Australia’s approach to school autonomy in budgeting and staffing is at odds with the latest results from the OECD’s Programme for International Assessments (PISA). An OECD report on PISA 2012 shows that public schools in the top performing countries generally have little autonomy in budgeting and staffing but considerable autonomy over curriculum and assessment. Strangely, however, the Australian Government is intent on devolving greater responsibility over school budgets and staffing to principals rather than responsibility for curriculum and assessment. Continue reading “Public Schools in the Top Performing Countries Have Little Autonomy in Budgeting and Staffing”
Several East Asian countries and cities achieved the top mathematics, reading and science results for 15 year-old students in the OECD’s 2012 Programme for International Student Assessment (PISA) released in December. Continue reading “Comparing East Asia and Australia”
Kevin Donnelly has been a tireless campaigner against the Gonski report, using a variety of spurious arguments. But a recent opinion piece in The Australian breaks new ground, because he has explicitly linked educational inequalities in Australia to genetic differences in cognitive ability. Continue reading “Kevin Donnelly – The “Cory Bernadi” of Education Policy”
Save Our Schools today called for a Senate inquiry into the national curriculum. SOS National Convenor, Trevor Cobbold, said that the inquiry established by the Federal Minister for Education, Christopher Pyne, last week is clearly biased. Continue reading “Call For Senate Inquiry into the National Curriculum”
This is a summary of the main results for Australia from the 2012 Programme for Interational Student Assessment. Charts of results are available below. Continue reading “Australia’s 2012 PISA Results”
South Korea has been hugely successful in producing high education outcomes. It ranks at the top of international test results. Education has been a driving force behind South Korea’s rapid economic development over the past half century, creating one of the world’s most educated workforces. However, it is finding a dark side to its obsession with education and the Government is trying to cool its “education fever”.
South Korean children spend long hours out of school in cram classes which is affecting their attitude to learning as well as their happiness and development. There is an epidemic of myopia amongst young people that presages major health problems in the future. Expenditure on cram schools has increased household debt and fertility rates have declined as a result. There is a huge over-supply of university graduates, and many cannot find employment at the level of their education qualifications. Continue reading “South Korea’s Education Success Has a Dark Side”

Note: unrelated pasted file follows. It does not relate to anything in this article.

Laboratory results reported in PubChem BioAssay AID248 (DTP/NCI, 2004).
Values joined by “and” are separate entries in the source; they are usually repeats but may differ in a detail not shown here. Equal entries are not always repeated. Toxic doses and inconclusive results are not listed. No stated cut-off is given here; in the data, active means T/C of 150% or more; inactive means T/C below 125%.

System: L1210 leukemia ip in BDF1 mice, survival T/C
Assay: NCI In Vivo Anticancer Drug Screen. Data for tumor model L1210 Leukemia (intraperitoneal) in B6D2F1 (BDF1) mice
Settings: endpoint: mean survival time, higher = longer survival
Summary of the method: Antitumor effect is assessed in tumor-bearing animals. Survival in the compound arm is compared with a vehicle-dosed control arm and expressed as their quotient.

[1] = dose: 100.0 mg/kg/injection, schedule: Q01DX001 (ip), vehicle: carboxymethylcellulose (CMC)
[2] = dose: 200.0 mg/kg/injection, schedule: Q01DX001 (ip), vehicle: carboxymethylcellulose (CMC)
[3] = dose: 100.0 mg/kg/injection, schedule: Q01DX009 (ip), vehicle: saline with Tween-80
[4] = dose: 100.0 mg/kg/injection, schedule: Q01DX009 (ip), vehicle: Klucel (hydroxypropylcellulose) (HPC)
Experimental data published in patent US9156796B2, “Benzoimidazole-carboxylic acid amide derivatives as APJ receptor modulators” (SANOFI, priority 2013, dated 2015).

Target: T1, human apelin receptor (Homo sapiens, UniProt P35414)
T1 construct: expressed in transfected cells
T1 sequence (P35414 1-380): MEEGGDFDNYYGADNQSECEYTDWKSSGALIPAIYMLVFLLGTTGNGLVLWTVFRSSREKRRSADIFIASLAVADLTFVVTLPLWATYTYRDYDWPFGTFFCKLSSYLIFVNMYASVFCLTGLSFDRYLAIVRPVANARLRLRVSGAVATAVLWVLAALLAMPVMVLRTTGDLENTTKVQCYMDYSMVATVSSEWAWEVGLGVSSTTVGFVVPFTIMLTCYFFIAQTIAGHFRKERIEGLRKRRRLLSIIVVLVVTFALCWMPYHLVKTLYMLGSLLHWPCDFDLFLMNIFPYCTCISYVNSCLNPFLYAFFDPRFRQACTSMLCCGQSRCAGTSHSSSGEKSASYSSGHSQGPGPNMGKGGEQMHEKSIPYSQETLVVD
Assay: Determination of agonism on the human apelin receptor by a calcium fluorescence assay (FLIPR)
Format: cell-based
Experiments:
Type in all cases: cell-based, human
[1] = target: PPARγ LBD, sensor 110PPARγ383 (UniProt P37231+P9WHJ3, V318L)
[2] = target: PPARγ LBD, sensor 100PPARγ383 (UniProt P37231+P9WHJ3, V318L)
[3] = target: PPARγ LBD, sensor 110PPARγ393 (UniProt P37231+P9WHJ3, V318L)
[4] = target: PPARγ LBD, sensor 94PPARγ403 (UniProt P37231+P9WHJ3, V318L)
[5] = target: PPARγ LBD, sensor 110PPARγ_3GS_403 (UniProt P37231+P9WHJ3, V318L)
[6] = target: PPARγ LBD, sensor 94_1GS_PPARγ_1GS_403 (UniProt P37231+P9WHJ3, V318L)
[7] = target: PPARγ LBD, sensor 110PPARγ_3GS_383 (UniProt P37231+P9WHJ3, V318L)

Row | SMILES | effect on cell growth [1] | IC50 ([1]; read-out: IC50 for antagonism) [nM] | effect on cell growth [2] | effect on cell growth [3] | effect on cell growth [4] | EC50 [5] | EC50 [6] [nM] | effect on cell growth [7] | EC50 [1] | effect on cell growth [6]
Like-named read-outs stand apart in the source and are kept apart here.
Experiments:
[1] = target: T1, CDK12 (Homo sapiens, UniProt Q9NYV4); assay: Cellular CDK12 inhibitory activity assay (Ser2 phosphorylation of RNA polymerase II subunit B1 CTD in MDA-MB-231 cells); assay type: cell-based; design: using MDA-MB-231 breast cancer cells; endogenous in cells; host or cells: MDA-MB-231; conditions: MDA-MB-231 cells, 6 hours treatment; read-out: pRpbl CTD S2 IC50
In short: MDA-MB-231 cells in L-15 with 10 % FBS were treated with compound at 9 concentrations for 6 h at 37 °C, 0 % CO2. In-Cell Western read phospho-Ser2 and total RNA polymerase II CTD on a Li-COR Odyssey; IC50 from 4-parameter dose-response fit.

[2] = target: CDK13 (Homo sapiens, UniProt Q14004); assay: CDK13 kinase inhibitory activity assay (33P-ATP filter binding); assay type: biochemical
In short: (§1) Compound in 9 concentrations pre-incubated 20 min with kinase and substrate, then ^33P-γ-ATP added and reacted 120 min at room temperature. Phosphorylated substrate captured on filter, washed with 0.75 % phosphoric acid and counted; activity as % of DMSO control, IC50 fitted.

A Melbourne University study has debunked some common myths about the relative performance of Australia’s public and private schools. It shows that the decline in Australia’s performance in international tests over the last decade is due to falling results in private schools, the falls being similar in both Independent and Catholic schools. It also shows that the decline has occurred across the whole range of student achievement and is not confined to high achieving students as some claim. Continue reading “Australia’s Declining School Results are Due to Ineffective Private Schools”
South Korea is some of the most successful countries in the world in terms of education results. In 2009, it ranked equal second behind Shanghai in the top reading results on the OECD’s Programme for International Assessments (PISA), equal fourth in mathematics and equal third in science. One factor in this success is its high participation in private after-school tutoring in cram schools.
Cram schools, or hagwons as they are called, are big business in South Korea. About 75 per cent of all South Korean students participate in the private tutoring market. Some 88 per cent of primary school students, 78 per cent of junior high school students, and 63 per cent of senior high school students are engaged in private tutoring. Continue reading “South Korean Students Go to School Twice – Once in the Day and Again at Night”
The Productivity Commission has recently put out a paper which suggests that inherited cognitive ability may contribute to educational gaps between students from rich and poor backgrounds – by perhaps as much as 20%. This has put the issue of possible genetic explanations of the differences between social groups in educational and more general social outcomes on the Australian social and political agenda. Continue reading “No Evidence of “Rich Genes””
New figures released by the Organisation for Economic Co-operation and Development show that Australia still lags other developed countries in pre-school education. Australia has one of the lowest levels of enrolment in pre-school education in the OECD and spends less on pre-school education as a proportion of GDP than any other OECD country. Continue reading “Australia Still Lags in Pre-school Education”